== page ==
Accept - Symphonic Terror - Live At Wacken 2017 review



Reviewer:
N/A

17 users:
8.88
Band: Accept
Album: Symphonic Terror - Live At Wacken 2017
Release date: November 2018


01. Die By The Sword
02. Restless And Wild
03. Koolaid
04. Pandemic
05. Final Journey
06. Night On Bald Mountain
07. Scherzo
08. Romeo And Juliet
09. Pathetique
10. Double Cello Concerto In G Minor
11. Symphony No. 40 In G Minor
12. Princess Of The Dawn
13. Stalingrad
14. Dark Side Of My Heart
15. Breaker
16. Shadow Soldiers
17. Dying Breed
18. Fast As A Shark
19. Metal Heart
20. Teutonic Terror
21. Balls To The Wall


Some folks seem to feel an obligation to perform with an orchestra. Cozying up to a symphony is just something that bands do sometimes, like asking us if we're all having a good time tonight or talking smack about former members on social media. Maybe you hook up with an orchestra because you're bored. Maybe you've just reached that point in your career. Every once in a while, you see a band that does it because it makes sense and actually works for them. I'll admit that Accept is not the first band I'd have expected to find in that last category, but on second thought, they've always had a classical side. They understand what all these other instruments are for. Considering Wolf Hoffmann's musical background and that classical influence has always been lurking even in the gutsy, straightforward heavy metal of a band like Accept, this isn't the dumbest idea in the world.

You'd still be forgiven for wondering what violins could add to a ripping thrasher like "Fast As A Shark" or how cellos could successfully accentuate the groovy gumption of "Balls To The Wall." We'll get to that.

The performance opens with a handful of unaccompanied metal tracks: "Die By The Sword" and "Koolaid" from last year's The Rise Of Chaos, "Pandemic" from Blood Of The Nations, "Final Journey" from Blind Rage, and the classic "Restless And Wild." After whetting the audience's appetite with traditional concert fare, a spot-on performance typical of Accept, the band brings out the orchestra for the next act. This series of songs, tracks 6-11, comes to us from Hoffmann's 2016 solo album Headbangers Symphony and as such directly adapts works by composers such as Mussorgsky, Mozart, and Beethoven. The studio versions already came with strings attached, so this second section of Symphonic Terror has a successful track record already. The real experiment of this live album has yet to begin, but this is a cool chance to hear the rest of the band pitching in for Hoffmann's solo material, a majestic and triumphant marriage of metal and classical music that sounds as natural as if the songs had been written this way to begin with.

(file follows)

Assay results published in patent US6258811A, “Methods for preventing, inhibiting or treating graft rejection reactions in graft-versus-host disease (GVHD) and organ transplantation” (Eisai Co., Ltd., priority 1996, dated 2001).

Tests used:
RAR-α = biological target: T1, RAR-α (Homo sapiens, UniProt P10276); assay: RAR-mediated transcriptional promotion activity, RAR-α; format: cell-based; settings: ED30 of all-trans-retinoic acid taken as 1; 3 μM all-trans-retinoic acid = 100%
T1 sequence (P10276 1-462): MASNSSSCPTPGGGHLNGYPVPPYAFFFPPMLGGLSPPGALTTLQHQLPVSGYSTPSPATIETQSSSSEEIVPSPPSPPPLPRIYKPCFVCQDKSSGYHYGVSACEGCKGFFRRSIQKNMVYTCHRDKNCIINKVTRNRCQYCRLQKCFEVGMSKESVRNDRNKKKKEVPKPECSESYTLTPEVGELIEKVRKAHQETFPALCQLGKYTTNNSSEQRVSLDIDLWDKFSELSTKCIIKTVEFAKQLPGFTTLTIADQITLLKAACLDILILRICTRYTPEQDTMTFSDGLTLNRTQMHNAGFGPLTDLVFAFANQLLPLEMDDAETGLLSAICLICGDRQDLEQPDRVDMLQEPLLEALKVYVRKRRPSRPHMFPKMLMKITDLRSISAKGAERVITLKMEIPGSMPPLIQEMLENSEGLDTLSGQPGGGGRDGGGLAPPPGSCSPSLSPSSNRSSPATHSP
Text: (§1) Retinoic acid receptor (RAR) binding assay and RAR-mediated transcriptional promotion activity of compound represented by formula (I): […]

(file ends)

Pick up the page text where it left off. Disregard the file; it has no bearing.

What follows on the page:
Symphonic Terror's titular joyride begins about halfway through. The one-two punch of "Princess Of The Dawn" and "Stalingrad" proves that the combination of these two sets of musicians works to a degree I couldn't have predicted: these lengthy, dramatic pieces have plenty of opportunities to weave in orchestral accentuations that bring out a lot of untapped feelings. Afterwards, the set list moves back into the realm of more traditional heavy metal with "Dark Side Of My Heart," but the fusion remains complementary. Enough thought was put into the composition of the orchestral parts to keep them from overshadowing or undercutting the original songs, which, after all, had not been substantially rewritten to accommodate another series of instruments. Somehow, "Fast As A Shark" develops a whole new facet with strings in tow; the solo section is practically ballroom-worthy. "Metal Heart" was just waiting for an excuse to become even more bombastic. There's a certain darkness and drama even in Accept's simplest material that is receptive to ornamentation in this fashion - again, it seems there was classical machination lurking even where we might not have expected.

After listening to the full album, I'm suitably convinced that the combination of Accept and wealthy old people music works.

I had written this review before the news of Peter Baltes's departure was announced, but it seems that this will have to serve as his last hurrah, as far as we can tell. He and Wolf Hoffmann made a fantastic duo and I count myself privileged to have seen them live; we'll have to let Symphonic Terror stand as one last record of that great partnership.


Rating breakdown
Performance: 9
Songwriting: 8
Originality: 8
Production: 7


 



Written on 11.12.2018 by I'm the reviewer, and that means my opinion is correct.


Comments

Comments: 1   Visited by: 84 users
11.12.2018 - 07:58
Bad English
Masterchief
As band it worked, good one, but there are million bands, so live is kust fot die hard fans. I did listen all im live at same week four years ago. So its enought whit live albums. I am not big fan och smyhonic albums. Maybe nighwish should try
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